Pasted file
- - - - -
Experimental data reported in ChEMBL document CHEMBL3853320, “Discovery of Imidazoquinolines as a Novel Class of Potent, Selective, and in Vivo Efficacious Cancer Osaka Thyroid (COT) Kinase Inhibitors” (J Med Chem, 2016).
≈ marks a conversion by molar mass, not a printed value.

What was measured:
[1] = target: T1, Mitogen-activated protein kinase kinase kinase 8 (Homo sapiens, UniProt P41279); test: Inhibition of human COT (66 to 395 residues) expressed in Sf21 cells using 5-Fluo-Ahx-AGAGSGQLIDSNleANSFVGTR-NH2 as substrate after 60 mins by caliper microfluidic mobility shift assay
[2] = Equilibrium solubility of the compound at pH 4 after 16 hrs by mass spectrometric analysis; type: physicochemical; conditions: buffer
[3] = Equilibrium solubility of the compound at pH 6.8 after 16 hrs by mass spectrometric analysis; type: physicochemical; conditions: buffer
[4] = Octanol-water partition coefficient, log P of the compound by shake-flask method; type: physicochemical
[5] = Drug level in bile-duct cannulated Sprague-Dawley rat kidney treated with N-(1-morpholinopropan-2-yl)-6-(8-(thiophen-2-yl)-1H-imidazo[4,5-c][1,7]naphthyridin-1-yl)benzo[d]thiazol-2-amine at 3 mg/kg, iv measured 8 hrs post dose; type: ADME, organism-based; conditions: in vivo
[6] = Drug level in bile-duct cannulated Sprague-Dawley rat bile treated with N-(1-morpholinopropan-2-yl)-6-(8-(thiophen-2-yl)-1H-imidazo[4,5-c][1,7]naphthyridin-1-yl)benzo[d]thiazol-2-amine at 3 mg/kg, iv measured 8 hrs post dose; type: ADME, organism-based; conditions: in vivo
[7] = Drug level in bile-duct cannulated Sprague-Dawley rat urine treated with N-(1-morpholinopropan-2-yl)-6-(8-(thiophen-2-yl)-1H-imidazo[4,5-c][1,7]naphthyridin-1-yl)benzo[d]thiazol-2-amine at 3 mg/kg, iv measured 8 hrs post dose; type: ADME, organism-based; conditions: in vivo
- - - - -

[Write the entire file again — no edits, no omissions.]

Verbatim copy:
Experimental data reported in ChEMBL document CHEMBL3853320, “Discovery of Imidazoquinolines as a Novel Class of Potent, Selective, and in Vivo Efficacious Cancer Osaka Thyroid (COT) Kinase Inhibitors” (J Med Chem, 2016).
≈ marks a conversion by molar mass, not a printed value.

What was measured:
[1] = target: T1, Mitogen-activated protein kinase kinase kinase 8 (Homo sapiens, UniProt P41279); test: Inhibition of human COT (66 to 395 residues) expressed in Sf21 cells using 5-Fluo-Ahx-AGAGSGQLIDSNleANSFVGTR-NH2 as substrate after 60 mins by caliper microfluidic mobility shift assay
[2] = Equilibrium solubility of the compound at pH 4 after 16 hrs by mass spectrometric analysis; type: physicochemical; conditions: buffer
[3] = Equilibrium solubility of the compound at pH 6.8 after 16 hrs by mass spectrometric analysis; type: physicochemical; conditions: buffer
[4] = Octanol-water partition coefficient, log P of the compound by shake-flask method; type: physicochemical
[5] = Drug level in bile-duct cannulated Sprague-Dawley rat kidney treated with N-(1-morpholinopropan-2-yl)-6-(8-(thiophen-2-yl)-1H-imidazo[4,5-c][1,7]naphthyridin-1-yl)benzo[d]thiazol-2-amine at 3 mg/kg, iv measured 8 hrs post dose; type: ADME, organism-based; conditions: in vivo
[6] = Drug level in bile-duct cannulated Sprague-Dawley rat bile treated with N-(1-morpholinopropan-2-yl)-6-(8-(thiophen-2-yl)-1H-imidazo[4,5-c][1,7]naphthyridin-1-yl)benzo[d]thiazol-2-amine at 3 mg/kg, iv measured 8 hrs post dose; type: ADME, organism-based; conditions: in vivo
[7] = Drug level in bile-duct cannulated Sprague-Dawley rat urine treated with N-(1-morpholinopropan-2-yl)-6-(8-(thiophen-2-yl)-1H-imidazo[4,5-c][1,7]naphthyridin-1-yl)benzo[d]thiazol-2-amine at 3 mg/kg, iv measured 8 hrs post dose; type: ADME, organism-based; conditions: in vivo